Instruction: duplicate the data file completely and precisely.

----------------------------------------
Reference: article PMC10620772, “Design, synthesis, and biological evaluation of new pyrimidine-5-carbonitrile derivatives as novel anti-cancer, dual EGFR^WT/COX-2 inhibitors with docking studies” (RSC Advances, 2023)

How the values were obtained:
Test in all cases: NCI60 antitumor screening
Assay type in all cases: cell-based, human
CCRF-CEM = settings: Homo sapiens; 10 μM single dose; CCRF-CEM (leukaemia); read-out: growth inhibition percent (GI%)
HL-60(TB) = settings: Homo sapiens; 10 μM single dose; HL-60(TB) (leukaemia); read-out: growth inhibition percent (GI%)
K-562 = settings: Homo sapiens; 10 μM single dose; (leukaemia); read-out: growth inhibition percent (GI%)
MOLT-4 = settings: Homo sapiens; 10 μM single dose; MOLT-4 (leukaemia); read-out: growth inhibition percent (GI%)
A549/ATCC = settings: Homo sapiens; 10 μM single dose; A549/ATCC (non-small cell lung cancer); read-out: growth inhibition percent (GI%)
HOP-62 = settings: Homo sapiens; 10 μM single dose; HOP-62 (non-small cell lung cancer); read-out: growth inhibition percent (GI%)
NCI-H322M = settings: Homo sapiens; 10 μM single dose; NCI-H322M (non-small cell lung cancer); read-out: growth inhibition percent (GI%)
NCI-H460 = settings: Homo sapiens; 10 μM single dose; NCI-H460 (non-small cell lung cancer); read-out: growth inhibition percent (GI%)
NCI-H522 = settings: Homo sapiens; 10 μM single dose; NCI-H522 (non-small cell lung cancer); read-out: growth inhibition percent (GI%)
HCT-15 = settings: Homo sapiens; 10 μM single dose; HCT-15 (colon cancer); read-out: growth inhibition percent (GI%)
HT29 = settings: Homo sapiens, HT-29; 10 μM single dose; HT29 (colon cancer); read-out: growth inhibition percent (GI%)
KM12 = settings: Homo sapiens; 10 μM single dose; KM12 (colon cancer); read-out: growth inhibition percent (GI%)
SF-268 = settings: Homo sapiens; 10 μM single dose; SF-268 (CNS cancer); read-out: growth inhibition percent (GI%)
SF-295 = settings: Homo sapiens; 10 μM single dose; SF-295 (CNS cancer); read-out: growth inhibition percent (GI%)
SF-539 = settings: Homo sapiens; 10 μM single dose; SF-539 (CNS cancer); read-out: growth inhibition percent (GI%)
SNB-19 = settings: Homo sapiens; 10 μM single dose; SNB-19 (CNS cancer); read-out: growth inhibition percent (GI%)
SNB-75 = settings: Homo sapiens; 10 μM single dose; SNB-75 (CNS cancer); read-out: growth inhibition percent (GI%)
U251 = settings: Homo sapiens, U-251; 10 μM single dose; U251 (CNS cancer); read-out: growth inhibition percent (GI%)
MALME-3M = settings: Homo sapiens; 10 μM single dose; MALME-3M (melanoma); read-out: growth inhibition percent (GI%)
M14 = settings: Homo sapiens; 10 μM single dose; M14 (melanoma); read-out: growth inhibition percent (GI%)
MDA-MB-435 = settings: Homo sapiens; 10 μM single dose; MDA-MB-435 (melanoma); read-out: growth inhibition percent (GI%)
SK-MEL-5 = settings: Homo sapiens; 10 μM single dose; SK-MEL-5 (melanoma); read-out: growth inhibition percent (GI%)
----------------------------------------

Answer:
Reference: article PMC10620772, “Design, synthesis, and biological evaluation of new pyrimidine-5-carbonitrile derivatives as novel anti-cancer, dual EGFR^WT/COX-2 inhibitors with docking studies” (RSC Advances, 2023)

How the values were obtained:
Test in all cases: NCI60 antitumor screening
Assay type in all cases: cell-based, human
CCRF-CEM = settings: Homo sapiens; 10 μM single dose; CCRF-CEM (leukaemia); read-out: growth inhibition percent (GI%)
HL-60(TB) = settings: Homo sapiens; 10 μM single dose; HL-60(TB) (leukaemia); read-out: growth inhibition percent (GI%)
K-562 = settings: Homo sapiens; 10 μM single dose; (leukaemia); read-out: growth inhibition percent (GI%)
MOLT-4 = settings: Homo sapiens; 10 μM single dose; MOLT-4 (leukaemia); read-out: growth inhibition percent (GI%)
A549/ATCC = settings: Homo sapiens; 10 μM single dose; A549/ATCC (non-small cell lung cancer); read-out: growth inhibition percent (GI%)
HOP-62 = settings: Homo sapiens; 10 μM single dose; HOP-62 (non-small cell lung cancer); read-out: growth inhibition percent (GI%)
NCI-H322M = settings: Homo sapiens; 10 μM single dose; NCI-H322M (non-small cell lung cancer); read-out: growth inhibition percent (GI%)
NCI-H460 = settings: Homo sapiens; 10 μM single dose; NCI-H460 (non-small cell lung cancer); read-out: growth inhibition percent (GI%)
NCI-H522 = settings: Homo sapiens; 10 μM single dose; NCI-H522 (non-small cell lung cancer); read-out: growth inhibition percent (GI%)
HCT-15 = settings: Homo sapiens; 10 μM single dose; HCT-15 (colon cancer); read-out: growth inhibition percent (GI%)
HT29 = settings: Homo sapiens, HT-29; 10 μM single dose; HT29 (colon cancer); read-out: growth inhibition percent (GI%)
KM12 = settings: Homo sapiens; 10 μM single dose; KM12 (colon cancer); read-out: growth inhibition percent (GI%)
SF-268 = settings: Homo sapiens; 10 μM single dose; SF-268 (CNS cancer); read-out: growth inhibition percent (GI%)
SF-295 = settings: Homo sapiens; 10 μM single dose; SF-295 (CNS cancer); read-out: growth inhibition percent (GI%)
SF-539 = settings: Homo sapiens; 10 μM single dose; SF-539 (CNS cancer); read-out: growth inhibition percent (GI%)
SNB-19 = settings: Homo sapiens; 10 μM single dose; SNB-19 (CNS cancer); read-out: growth inhibition percent (GI%)
SNB-75 = settings: Homo sapiens; 10 μM single dose; SNB-75 (CNS cancer); read-out: growth inhibition percent (GI%)
U251 = settings: Homo sapiens, U-251; 10 μM single dose; U251 (CNS cancer); read-out: growth inhibition percent (GI%)
MALME-3M = settings: Homo sapiens; 10 μM single dose; MALME-3M (melanoma); read-out: growth inhibition percent (GI%)
M14 = settings: Homo sapiens; 10 μM single dose; M14 (melanoma); read-out: growth inhibition percent (GI%)
MDA-MB-435 = settings: Homo sapiens; 10 μM single dose; MDA-MB-435 (melanoma); read-out: growth inhibition percent (GI%)
SK-MEL-5 = settings: Homo sapiens; 10 μM single dose; SK-MEL-5 (melanoma); read-out: growth inhibition percent (GI%)